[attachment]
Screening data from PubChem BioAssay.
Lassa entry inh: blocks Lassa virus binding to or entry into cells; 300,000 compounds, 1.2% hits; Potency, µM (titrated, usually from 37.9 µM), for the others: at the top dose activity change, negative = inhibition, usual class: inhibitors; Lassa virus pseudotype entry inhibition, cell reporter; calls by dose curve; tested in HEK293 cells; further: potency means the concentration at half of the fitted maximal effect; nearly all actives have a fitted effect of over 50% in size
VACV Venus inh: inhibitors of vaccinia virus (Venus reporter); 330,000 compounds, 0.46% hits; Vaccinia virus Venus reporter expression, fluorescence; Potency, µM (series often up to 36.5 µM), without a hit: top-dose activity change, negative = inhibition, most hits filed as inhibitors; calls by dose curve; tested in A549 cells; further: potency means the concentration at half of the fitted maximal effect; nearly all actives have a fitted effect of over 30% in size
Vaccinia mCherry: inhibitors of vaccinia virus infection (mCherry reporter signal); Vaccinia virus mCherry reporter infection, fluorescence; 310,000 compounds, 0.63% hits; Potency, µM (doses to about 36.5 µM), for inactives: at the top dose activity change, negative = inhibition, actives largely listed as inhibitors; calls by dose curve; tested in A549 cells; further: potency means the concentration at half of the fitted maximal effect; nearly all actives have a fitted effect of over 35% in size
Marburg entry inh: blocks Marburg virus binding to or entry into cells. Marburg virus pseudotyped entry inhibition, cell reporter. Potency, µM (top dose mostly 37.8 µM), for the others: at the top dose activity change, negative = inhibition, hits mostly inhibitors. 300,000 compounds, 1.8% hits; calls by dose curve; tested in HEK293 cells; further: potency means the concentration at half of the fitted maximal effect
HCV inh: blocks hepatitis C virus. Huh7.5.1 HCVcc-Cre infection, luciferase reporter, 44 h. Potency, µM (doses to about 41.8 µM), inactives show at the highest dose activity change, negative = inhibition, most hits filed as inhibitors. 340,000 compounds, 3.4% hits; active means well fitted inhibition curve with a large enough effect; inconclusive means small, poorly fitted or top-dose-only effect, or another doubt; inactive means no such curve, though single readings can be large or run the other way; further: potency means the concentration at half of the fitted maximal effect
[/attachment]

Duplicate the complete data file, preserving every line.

Screening data from PubChem BioAssay.
Lassa entry inh: blocks Lassa virus binding to or entry into cells; 300,000 compounds, 1.2% hits; Potency, µM (titrated, usually from 37.9 µM), for the others: at the top dose activity change, negative = inhibition, usual class: inhibitors; Lassa virus pseudotype entry inhibition, cell reporter; calls by dose curve; tested in HEK293 cells; further: potency means the concentration at half of the fitted maximal effect; nearly all actives have a fitted effect of over 50% in size
VACV Venus inh: inhibitors of vaccinia virus (Venus reporter); 330,000 compounds, 0.46% hits; Vaccinia virus Venus reporter expression, fluorescence; Potency, µM (series often up to 36.5 µM), without a hit: top-dose activity change, negative = inhibition, most hits filed as inhibitors; calls by dose curve; tested in A549 cells; further: potency means the concentration at half of the fitted maximal effect; nearly all actives have a fitted effect of over 30% in size
Vaccinia mCherry: inhibitors of vaccinia virus infection (mCherry reporter signal); Vaccinia virus mCherry reporter infection, fluorescence; 310,000 compounds, 0.63% hits; Potency, µM (doses to about 36.5 µM), for inactives: at the top dose activity change, negative = inhibition, actives largely listed as inhibitors; calls by dose curve; tested in A549 cells; further: potency means the concentration at half of the fitted maximal effect; nearly all actives have a fitted effect of over 35% in size
Marburg entry inh: blocks Marburg virus binding to or entry into cells. Marburg virus pseudotyped entry inhibition, cell reporter. Potency, µM (top dose mostly 37.8 µM), for the others: at the top dose activity change, negative = inhibition, hits mostly inhibitors. 300,000 compounds, 1.8% hits; calls by dose curve; tested in HEK293 cells; further: potency means the concentration at half of the fitted maximal effect
HCV inh: blocks hepatitis C virus. Huh7.5.1 HCVcc-Cre infection, luciferase reporter, 44 h. Potency, µM (doses to about 41.8 µM), inactives show at the highest dose activity change, negative = inhibition, most hits filed as inhibitors. 340,000 compounds, 3.4% hits; active means well fitted inhibition curve with a large enough effect; inconclusive means small, poorly fitted or top-dose-only effect, or another doubt; inactive means no such curve, though single readings can be large or run the other way; further: potency means the concentration at half of the fitted maximal effect